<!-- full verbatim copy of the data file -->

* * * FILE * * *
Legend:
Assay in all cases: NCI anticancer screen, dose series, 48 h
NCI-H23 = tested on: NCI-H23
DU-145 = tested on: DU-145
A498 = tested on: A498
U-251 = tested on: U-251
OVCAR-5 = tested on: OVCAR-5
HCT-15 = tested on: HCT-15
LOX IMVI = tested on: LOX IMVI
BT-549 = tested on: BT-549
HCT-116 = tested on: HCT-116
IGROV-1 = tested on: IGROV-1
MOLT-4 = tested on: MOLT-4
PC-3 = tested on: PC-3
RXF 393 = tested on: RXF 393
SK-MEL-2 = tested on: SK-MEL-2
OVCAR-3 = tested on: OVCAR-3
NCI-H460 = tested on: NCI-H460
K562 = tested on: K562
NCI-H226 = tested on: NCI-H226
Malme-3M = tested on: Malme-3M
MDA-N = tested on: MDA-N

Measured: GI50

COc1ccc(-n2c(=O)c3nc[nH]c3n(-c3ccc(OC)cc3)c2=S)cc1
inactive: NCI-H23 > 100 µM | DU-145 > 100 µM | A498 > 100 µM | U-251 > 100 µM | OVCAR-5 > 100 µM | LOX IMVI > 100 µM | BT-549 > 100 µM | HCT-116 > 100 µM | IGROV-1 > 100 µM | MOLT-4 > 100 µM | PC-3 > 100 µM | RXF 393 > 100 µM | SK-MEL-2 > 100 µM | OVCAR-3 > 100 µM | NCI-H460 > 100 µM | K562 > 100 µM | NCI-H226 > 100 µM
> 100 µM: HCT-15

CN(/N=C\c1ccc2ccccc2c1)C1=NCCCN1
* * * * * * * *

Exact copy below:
Legend:
Assay in all cases: NCI anticancer screen, dose series, 48 h
NCI-H23 = tested on: NCI-H23
DU-145 = tested on: DU-145
A498 = tested on: A498
U-251 = tested on: U-251
OVCAR-5 = tested on: OVCAR-5
HCT-15 = tested on: HCT-15
LOX IMVI = tested on: LOX IMVI
BT-549 = tested on: BT-549
HCT-116 = tested on: HCT-116
IGROV-1 = tested on: IGROV-1
MOLT-4 = tested on: MOLT-4
PC-3 = tested on: PC-3
RXF 393 = tested on: RXF 393
SK-MEL-2 = tested on: SK-MEL-2
OVCAR-3 = tested on: OVCAR-3
NCI-H460 = tested on: NCI-H460
K562 = tested on: K562
NCI-H226 = tested on: NCI-H226
Malme-3M = tested on: Malme-3M
MDA-N = tested on: MDA-N

Measured: GI50

COc1ccc(-n2c(=O)c3nc[nH]c3n(-c3ccc(OC)cc3)c2=S)cc1
inactive: NCI-H23 > 100 µM | DU-145 > 100 µM | A498 > 100 µM | U-251 > 100 µM | OVCAR-5 > 100 µM | LOX IMVI > 100 µM | BT-549 > 100 µM | HCT-116 > 100 µM | IGROV-1 > 100 µM | MOLT-4 > 100 µM | PC-3 > 100 µM | RXF 393 > 100 µM | SK-MEL-2 > 100 µM | OVCAR-3 > 100 µM | NCI-H460 > 100 µM | K562 > 100 µM | NCI-H226 > 100 µM
> 100 µM: HCT-15

CN(/N=C\c1ccc2ccccc2c1)C1=NCCCN1